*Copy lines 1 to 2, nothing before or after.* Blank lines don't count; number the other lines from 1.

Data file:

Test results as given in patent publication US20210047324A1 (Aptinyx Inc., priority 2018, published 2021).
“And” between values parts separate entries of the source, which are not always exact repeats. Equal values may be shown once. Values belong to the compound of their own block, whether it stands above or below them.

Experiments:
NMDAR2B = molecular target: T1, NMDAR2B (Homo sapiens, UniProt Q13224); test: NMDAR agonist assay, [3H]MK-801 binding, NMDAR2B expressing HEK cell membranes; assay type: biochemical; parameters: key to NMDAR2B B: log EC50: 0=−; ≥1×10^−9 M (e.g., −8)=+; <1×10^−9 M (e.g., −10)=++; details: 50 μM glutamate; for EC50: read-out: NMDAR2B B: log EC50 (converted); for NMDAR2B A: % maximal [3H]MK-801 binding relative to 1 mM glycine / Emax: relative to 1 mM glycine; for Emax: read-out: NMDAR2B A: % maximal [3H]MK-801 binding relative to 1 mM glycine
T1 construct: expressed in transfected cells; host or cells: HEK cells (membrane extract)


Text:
Test results as given in patent publication US20210047324A1 (Aptinyx Inc., priority 2018, published 2021).
“And” between values parts separate entries of the source, which are not always exact repeats. Equal values may be shown once. Values belong to the compound of their own block, whether it stands above or below them.